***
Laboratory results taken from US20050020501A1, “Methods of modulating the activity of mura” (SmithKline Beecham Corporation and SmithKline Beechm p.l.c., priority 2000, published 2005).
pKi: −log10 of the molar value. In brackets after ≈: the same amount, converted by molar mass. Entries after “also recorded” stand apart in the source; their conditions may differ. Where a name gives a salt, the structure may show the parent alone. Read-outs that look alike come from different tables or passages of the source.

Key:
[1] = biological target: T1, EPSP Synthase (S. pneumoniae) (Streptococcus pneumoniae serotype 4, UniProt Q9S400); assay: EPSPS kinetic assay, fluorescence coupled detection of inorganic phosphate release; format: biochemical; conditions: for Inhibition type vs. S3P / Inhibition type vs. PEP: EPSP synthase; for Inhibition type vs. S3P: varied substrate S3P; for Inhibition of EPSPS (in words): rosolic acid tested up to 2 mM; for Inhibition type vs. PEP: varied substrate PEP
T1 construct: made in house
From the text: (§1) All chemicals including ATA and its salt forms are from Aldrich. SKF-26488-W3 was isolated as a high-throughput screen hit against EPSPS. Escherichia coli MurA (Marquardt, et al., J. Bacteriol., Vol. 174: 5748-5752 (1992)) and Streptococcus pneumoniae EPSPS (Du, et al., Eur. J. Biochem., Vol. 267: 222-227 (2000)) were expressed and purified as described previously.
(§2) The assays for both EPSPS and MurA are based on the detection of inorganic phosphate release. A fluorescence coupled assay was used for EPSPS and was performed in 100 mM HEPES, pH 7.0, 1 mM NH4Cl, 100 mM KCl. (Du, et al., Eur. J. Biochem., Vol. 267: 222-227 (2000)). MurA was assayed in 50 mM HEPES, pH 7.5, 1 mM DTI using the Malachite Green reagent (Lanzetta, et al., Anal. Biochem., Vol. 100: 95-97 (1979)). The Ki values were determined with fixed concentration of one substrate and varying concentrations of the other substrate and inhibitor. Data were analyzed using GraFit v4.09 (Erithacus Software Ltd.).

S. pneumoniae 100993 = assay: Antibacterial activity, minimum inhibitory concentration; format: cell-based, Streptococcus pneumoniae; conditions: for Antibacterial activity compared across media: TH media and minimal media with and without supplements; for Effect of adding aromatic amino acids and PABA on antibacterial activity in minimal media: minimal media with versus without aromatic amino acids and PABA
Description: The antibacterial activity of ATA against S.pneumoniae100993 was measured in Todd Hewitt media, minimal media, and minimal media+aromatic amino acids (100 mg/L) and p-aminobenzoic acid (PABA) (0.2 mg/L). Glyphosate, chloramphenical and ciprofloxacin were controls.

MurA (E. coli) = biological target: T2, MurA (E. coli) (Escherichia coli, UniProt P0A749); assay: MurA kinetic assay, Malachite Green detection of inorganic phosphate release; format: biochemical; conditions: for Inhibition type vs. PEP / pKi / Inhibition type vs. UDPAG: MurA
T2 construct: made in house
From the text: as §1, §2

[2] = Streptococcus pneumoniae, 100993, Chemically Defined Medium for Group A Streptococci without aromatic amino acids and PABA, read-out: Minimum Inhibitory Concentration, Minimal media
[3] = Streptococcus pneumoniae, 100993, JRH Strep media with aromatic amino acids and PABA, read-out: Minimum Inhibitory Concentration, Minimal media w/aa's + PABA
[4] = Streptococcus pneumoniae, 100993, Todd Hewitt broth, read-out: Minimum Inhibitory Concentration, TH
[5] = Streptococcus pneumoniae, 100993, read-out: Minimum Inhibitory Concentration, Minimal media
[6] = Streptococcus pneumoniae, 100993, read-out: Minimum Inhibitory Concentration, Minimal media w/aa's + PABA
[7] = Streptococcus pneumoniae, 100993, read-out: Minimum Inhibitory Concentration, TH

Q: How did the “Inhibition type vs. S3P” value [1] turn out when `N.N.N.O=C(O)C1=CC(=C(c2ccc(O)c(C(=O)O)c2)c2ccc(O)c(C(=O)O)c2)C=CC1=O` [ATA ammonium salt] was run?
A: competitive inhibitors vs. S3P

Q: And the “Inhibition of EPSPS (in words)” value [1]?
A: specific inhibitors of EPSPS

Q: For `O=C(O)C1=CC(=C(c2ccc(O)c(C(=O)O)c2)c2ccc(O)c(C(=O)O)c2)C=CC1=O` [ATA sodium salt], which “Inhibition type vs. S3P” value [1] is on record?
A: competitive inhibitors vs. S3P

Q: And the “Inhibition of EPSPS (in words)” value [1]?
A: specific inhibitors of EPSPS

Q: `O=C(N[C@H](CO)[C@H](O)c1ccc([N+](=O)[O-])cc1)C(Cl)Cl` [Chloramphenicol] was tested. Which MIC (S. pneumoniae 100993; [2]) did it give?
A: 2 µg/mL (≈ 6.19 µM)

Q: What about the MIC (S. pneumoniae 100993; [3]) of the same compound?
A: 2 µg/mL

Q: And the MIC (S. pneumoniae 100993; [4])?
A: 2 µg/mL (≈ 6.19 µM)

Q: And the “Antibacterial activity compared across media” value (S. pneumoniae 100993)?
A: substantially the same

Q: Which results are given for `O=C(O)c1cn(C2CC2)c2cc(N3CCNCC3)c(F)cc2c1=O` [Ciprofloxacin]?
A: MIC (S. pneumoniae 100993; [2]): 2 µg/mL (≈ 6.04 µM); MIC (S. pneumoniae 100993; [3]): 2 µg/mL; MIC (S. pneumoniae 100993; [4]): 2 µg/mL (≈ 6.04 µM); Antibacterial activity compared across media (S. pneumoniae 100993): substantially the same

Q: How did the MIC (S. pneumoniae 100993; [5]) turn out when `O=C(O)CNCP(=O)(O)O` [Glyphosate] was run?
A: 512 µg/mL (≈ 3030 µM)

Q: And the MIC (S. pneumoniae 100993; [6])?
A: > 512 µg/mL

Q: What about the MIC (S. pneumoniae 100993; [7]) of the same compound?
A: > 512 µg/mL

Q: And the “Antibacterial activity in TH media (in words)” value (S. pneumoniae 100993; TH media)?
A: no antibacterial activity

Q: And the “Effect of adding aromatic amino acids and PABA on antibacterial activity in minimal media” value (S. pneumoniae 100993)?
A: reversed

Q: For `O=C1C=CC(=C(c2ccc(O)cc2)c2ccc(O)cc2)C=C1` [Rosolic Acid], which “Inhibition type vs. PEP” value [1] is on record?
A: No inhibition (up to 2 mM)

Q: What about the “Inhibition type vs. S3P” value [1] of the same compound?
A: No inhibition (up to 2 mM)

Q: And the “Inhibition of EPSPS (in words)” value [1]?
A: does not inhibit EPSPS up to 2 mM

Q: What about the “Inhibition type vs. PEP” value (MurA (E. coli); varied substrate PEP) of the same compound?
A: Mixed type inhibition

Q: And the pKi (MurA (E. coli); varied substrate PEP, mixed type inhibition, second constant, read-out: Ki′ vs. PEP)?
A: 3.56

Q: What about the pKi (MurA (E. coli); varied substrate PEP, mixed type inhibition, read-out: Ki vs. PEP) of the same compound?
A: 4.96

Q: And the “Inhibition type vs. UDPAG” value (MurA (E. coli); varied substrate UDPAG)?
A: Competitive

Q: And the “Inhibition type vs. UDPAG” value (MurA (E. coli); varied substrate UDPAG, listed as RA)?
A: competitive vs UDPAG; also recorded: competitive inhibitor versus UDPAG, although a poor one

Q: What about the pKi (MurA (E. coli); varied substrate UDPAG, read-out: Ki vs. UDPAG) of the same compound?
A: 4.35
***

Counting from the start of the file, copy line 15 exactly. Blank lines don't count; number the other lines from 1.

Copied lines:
[4] = Streptococcus pneumoniae, 100993, Todd Hewitt broth, read-out: Minimum Inhibitory Concentration, TH